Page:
Aloha,

Tori

First Traniversary

One year on hormones. Wow. In many ways, it feels like a decade. A mostly happy decade.

First off, thank you readers. This blog began as a public journal so I could educate and explain things to those people close to my heart. Many told me I was the only trans* person they knew. More than one requested I help them understand what my life has been and currently is like.

Over time, readership has increased and many people I do not know have started to follow the blog. Several are transitioning themselves. Many others are considering transition and have reached out to me in the process. A large percentage are just reading the blog out of human interest. Your feedback and support have been the wind in my sails. Thank you all.

Now, I get to write this blog for many different audiences. They come in all shapes and sizes. Weeeeee!!!

One reader kindly suggested I take this transition thing up with, “Jesus of Nazareth”. Well, according to The Bible, Jesus’ father put us all here. My life is mine to live as it was given to me. We can tally our collective sins when this life has passed, if it comes to that. I do not claim to be without sin and, I do not intend to throw stones. Transition has kept me alive. I gladly embrace the extra time it has given me, and vow to continue learning how to be a better person in this life. Perhaps that effort and the renewed love of living afforded by transition will be rewarded in the next life. No living person knows for sure. That is why we have this wonderful thing we call, “Faith”.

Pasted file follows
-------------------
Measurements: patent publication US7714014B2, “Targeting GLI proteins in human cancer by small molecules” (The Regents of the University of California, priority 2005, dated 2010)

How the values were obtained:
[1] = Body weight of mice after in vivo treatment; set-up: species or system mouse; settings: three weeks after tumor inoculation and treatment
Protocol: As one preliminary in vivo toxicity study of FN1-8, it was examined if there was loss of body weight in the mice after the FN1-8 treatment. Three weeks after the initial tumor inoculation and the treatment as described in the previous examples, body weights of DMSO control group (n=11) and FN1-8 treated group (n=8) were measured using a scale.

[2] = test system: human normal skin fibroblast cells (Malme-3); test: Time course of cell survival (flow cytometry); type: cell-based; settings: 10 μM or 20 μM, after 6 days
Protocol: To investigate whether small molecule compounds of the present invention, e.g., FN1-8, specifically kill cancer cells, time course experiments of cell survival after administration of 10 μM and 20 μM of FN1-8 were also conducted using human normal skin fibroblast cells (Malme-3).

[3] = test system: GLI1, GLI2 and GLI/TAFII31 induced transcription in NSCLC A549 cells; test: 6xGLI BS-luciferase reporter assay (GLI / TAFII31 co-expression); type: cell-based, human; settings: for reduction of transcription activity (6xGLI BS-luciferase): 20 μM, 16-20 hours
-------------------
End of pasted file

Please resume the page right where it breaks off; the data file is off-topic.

Perhaps, consider the parable Jesus told in The Gospel of Luke about the man who was robbed, beaten and left by the side of the road. A priest and a man from the tribe of Levi walked right past him. It was a man from Samaria, or if you will, not a REAL Jew, who finally decided to help this victim.

While on the cross, Jesus forgave a criminal nailed to the cross beside him and promised they would each see each other in, for lack of a better term, Heaven. Jesus’ last reported words were a request to God, his father, that he forgive those who had crucified his son, because they didn’t fully know what they had done.